News Releases - Pesticides and Toxic Chemicals
Syracuse High School Students to Learn about Water Pollution through EPA Environmental Justice Grant
Release Date: 01/23/2012
Contact Information: Elias Rodriguez, 212-637-3664, firstname.lastname@example.org
(New York, N.Y. - Jan. 23, 2012) The U.S. Environmental Protection Agency is providing a $25,000 grant to the Onondaga Environmental Institute to teach high school students in Syracuse, New York about the serious affects of water pollution on people’s health and the environment and the importance of protecting rivers, lakes and streams in central New York. Syracuse is located on Onondaga Lake, one of the country’s most contaminated lakes. The lake is polluted by a range of contaminants, from mercury to PCBs to untreated sewage that can lead to health problems and degrade water quality. Water pollution in low income areas of Syracuse has made the city a focus of EPA efforts to reduce pollution in low income communities.
“EPA environmental justice grants provide much needed funds to tackle local pollution problems in low income communities," said Judith A. Enck, EPA Regional Administrator. "The environmental justice grant to the Onondaga Environmental Institute will educate high school students about water pollution and give them the skills they need to be the next generation of environmental stewards.”
Pathogens and toxic pollutants in rivers, lakes and streams pose risks to human health and can damage water habitats. Mercury in sediment and soil can build up in the tissue of fish and other wildlife and pose a threat to people who eat them. Exposure to mercury can damage people’s nervous systems and harm the brain, heart, kidneys, lungs and immune system. Untreated sewage can carry bacteria, pathogens and other harmful pollutants that can seriously degrade water quality and cause a number of illnesses including gastroenteritis. PCBs are likely cancer causing chemicals and can have serious neurological effects.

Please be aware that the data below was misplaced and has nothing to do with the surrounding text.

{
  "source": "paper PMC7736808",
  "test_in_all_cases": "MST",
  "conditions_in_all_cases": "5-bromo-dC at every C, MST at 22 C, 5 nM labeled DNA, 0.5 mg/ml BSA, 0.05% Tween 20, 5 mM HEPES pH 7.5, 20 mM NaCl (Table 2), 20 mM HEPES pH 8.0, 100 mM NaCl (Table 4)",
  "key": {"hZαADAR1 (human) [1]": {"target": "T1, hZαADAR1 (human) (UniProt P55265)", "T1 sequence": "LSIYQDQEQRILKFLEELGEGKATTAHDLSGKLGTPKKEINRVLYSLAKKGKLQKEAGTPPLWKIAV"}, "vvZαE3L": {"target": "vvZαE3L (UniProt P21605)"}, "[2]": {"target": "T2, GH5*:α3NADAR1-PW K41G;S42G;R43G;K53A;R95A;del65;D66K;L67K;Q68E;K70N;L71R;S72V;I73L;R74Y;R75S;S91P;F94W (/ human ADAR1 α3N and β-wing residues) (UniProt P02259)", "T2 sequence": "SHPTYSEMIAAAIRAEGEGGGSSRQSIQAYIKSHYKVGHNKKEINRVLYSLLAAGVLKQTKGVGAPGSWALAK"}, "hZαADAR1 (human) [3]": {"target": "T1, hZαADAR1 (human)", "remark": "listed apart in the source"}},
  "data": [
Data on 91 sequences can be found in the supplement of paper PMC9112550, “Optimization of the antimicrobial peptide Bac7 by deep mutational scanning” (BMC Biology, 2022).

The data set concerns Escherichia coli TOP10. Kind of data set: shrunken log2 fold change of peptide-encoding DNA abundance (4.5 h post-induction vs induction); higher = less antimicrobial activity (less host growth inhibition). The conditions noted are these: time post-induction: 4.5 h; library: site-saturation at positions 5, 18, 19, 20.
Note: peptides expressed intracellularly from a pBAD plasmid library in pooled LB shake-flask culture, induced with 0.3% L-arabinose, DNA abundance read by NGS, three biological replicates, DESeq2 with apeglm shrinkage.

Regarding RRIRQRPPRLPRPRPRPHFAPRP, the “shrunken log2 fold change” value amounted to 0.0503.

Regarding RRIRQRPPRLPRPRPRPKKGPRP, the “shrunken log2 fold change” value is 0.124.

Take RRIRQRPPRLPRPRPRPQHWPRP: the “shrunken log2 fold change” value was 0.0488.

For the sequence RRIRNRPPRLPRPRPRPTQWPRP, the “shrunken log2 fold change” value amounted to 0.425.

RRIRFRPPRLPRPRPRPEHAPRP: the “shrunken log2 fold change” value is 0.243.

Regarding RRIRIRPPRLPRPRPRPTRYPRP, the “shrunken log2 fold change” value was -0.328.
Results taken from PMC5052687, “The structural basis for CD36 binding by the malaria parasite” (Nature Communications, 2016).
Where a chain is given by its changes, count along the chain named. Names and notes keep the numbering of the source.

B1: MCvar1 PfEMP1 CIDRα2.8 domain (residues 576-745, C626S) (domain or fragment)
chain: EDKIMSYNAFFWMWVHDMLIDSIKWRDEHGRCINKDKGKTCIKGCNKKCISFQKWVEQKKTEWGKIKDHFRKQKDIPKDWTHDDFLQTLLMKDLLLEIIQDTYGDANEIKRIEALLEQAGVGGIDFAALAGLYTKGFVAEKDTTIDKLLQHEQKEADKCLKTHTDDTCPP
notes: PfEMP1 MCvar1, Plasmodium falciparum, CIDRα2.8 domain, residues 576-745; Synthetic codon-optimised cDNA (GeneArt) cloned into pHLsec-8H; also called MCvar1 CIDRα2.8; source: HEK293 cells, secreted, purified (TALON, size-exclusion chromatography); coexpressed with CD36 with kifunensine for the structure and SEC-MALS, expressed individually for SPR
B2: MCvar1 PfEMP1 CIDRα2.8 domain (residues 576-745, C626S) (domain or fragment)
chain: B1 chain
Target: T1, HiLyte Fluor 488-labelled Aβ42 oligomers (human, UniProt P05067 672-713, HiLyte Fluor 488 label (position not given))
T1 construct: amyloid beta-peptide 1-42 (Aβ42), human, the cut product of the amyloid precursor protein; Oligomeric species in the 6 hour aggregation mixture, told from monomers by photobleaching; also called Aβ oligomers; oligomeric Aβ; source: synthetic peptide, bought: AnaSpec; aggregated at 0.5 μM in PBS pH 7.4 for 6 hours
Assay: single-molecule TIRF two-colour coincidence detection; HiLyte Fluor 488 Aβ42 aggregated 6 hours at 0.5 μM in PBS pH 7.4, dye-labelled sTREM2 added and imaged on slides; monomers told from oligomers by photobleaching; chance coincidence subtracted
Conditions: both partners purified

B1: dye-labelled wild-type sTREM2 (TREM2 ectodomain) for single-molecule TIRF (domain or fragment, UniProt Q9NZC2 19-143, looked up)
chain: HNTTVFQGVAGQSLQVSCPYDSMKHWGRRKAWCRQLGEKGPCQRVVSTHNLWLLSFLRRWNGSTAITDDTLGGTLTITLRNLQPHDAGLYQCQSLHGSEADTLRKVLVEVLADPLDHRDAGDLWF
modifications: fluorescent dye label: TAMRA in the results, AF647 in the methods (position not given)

The Onondaga Environmental Institute will use the environmental justice grant to give students a hands-on learning experience and provide the communications skills they need to become environmental stewards. The group will work with the Orenda Springs Learning Center to teach the students about water pollution, environmental laws and policies, and the importance of fish consumption advisories in protecting people’s health. The Orenda Springs Learning Center features a “classroom in the woods” that includes 130 acres of trails, streams and a pond.
Environmental justice means the fair treatment and meaningful involvement of all people, regardless of race or income, in the environmental decision-making process. Since 1994, the environmental justice small grants program has provided more than $23 million in funding to community-based nonprofit organizations and local governments working to address environmental justice issues in more than 1,200 communities. The grants further EPA’s commitment to expand the conversation on environmentalism and advance environmental justice in communities across the nation.
More information on the Environmental Justice Small Grants program and a list of grantees: http://www.epa.gov/compliance/environmentaljustice/grants/ej-smgrants.html.